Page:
Teacher: Some key factors that affect the elasticity of demand are what? Mr. Bell.
Stringer: Desire, consumer need.
Teacher: Right, specifically the ability of a consumer to delay acquisition. What else?
First, McNulty almost loses his sons in his reckless pursuit of Stringer Bell. Then he tracks down the owner linked to the licence plate information they retrieved. Then he spends several days on a freelance stakeout. After all of this, McNulty ends up outside of a Macroeconomics class at Baltimore City Community College.
In the end, McNulty’s run in with Stringer at the market brings in no useful intelligence for the case. He catches his secondary target doing nothing more subversive than attempting to improve his understanding of the business world. Still, while standing in the halls of higher education, McNulty (and the audience) gets a glimpse into Stringer’s true character.
It is still early in the series, and we are just beginning to get a sense of many of the characters. Stringer really begins to come into focus in that one shot, sitting in the front row of a community college classroom, glasses on and pen at the ready, raising his hand to answer a question on elasticity. It is the image not of a gangster, but a businessman (or at least a businessman in the making).
You have to give him credit. He goes about it in the right way. He is not in school to satisfy his parents or to get a diploma, or for some abstract hope of a big job on the other end. He is here for practical knowledge, pure and simple. Even the incredibly brief piece of the lesson that we listen in on shows this. The professor asks for factors that affect elasticity of demand, and Stringer’s arm shoots into the air as eagerly as the most sycophantic teacher’s pet. “Desire, consumer need.”
The connection is obvious. As the teacher speaks of hypothetical business, Stringer is thinking of his very real, very concrete trade. He approaches this class (and any other he might be taking) with a single question in his head: How can I apply this to the drug game? The vials of heroin are made inelastic by the desire of the fiends, their urgent, pressing need for that perpetual next fix. The customers are always going to be there. Stringer has shown an awareness of this since the office scene from “The Buys.” Here, we see him learning how this works on a macro- level so he can apply his knowledge to a broader understanding of the game.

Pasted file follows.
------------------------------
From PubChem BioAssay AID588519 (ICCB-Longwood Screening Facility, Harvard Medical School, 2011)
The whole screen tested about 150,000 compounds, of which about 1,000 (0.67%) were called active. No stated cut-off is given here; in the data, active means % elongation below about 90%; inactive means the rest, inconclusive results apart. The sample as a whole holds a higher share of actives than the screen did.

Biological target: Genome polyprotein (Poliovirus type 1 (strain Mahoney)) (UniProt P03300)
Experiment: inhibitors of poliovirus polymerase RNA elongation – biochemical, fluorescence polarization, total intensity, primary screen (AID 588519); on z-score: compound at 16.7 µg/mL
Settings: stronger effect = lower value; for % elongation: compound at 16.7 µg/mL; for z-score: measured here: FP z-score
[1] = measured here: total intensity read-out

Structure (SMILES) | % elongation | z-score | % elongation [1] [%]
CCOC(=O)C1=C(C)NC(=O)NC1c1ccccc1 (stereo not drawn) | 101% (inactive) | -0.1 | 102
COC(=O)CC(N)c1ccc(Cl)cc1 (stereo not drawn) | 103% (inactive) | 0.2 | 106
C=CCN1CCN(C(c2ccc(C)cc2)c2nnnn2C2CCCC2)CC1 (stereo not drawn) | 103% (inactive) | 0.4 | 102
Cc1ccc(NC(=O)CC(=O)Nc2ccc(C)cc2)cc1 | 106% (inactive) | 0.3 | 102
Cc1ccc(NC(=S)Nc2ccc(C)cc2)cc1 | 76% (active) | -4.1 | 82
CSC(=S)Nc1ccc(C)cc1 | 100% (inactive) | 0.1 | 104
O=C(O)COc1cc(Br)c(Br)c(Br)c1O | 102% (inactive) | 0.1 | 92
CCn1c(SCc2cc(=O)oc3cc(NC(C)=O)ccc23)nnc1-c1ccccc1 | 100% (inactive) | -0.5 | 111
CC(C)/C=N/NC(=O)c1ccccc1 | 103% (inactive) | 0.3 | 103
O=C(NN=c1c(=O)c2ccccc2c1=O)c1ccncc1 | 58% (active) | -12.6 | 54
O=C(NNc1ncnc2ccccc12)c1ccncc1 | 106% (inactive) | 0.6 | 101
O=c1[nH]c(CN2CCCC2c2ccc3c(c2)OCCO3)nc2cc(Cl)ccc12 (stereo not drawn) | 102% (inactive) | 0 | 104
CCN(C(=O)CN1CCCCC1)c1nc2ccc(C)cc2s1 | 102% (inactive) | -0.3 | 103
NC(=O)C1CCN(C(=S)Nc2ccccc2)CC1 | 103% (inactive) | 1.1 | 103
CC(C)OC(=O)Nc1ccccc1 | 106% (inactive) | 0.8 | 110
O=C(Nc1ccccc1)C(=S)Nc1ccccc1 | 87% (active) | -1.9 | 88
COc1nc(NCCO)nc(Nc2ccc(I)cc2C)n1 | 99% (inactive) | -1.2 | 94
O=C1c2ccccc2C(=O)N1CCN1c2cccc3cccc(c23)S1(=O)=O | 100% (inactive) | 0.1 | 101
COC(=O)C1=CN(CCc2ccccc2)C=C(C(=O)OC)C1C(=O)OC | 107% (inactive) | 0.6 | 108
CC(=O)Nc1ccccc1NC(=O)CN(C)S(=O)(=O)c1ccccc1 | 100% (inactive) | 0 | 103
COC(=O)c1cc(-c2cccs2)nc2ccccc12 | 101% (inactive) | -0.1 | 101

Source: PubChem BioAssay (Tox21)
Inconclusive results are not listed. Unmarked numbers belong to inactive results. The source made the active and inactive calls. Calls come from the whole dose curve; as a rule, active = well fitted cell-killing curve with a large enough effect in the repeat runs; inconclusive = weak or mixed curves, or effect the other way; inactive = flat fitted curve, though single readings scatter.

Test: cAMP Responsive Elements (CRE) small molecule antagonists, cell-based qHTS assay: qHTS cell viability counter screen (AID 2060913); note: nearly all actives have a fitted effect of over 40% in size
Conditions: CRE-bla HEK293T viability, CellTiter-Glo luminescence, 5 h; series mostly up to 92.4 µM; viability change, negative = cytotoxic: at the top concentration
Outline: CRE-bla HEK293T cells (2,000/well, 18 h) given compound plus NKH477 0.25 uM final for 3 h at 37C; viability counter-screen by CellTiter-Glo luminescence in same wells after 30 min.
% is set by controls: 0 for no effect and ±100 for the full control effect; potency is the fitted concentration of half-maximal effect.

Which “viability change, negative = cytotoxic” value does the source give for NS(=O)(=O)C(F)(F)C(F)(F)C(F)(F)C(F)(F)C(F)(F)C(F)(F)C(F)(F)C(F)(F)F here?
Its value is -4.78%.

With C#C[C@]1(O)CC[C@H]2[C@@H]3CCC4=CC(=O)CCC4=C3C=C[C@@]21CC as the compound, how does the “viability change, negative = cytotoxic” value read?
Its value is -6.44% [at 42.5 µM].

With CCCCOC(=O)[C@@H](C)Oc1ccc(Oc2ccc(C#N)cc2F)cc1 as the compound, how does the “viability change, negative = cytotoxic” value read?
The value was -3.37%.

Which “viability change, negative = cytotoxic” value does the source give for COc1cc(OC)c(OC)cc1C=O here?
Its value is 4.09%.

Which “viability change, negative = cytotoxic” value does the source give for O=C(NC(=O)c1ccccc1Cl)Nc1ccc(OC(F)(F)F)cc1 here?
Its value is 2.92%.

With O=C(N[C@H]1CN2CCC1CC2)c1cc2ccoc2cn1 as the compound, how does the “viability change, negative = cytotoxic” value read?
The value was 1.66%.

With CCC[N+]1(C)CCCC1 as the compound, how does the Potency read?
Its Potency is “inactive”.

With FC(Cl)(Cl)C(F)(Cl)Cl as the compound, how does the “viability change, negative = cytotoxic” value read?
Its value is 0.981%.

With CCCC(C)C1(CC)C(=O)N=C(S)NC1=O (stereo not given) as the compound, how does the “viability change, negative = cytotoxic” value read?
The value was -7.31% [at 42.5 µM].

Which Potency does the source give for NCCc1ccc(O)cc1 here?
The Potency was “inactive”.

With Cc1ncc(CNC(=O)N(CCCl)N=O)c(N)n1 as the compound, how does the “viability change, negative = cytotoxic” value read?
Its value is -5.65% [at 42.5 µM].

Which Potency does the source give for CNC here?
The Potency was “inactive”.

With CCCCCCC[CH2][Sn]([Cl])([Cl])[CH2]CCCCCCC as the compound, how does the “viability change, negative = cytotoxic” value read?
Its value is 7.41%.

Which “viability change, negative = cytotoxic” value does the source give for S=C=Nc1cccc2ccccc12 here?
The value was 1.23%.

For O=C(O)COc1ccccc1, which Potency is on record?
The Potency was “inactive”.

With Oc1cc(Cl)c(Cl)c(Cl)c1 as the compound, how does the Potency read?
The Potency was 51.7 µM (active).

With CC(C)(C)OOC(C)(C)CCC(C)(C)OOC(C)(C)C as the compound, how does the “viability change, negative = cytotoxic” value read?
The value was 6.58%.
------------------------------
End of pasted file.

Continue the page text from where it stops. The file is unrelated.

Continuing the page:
We see just such an application in the very next scene, when he chastises three workers at the copy store, one of the Barksdales’ more savory front operations. The workers scoff at the notion that they should actually make copies. “Fuck em, let em wait.” Stringer responds with a professorial lecture, schooling these young hoppers on the finer points of business. “You are not going to bring that corner bullshit up in here, you hear me?” In one sense, this store is like a toy for Stringer, a place where he can experiment with his classroom lessons in a world that lies outside of the corner. This world is less dangerous, but it is also more subject to the needs of the consumers. “I want this to run like a real business,” he says, speaking not only of the copy store, but also the entire drug game.
In an episode preoccupied with the idea of learning, this is one of the clearest examples. For Stringer, education is evolution. It enables him to see the bigger game, and the different ways to play it. It shows a broader ambition to bring both himself and his crew off of the corner and into the boardroom. But first he has to get out of the classroom.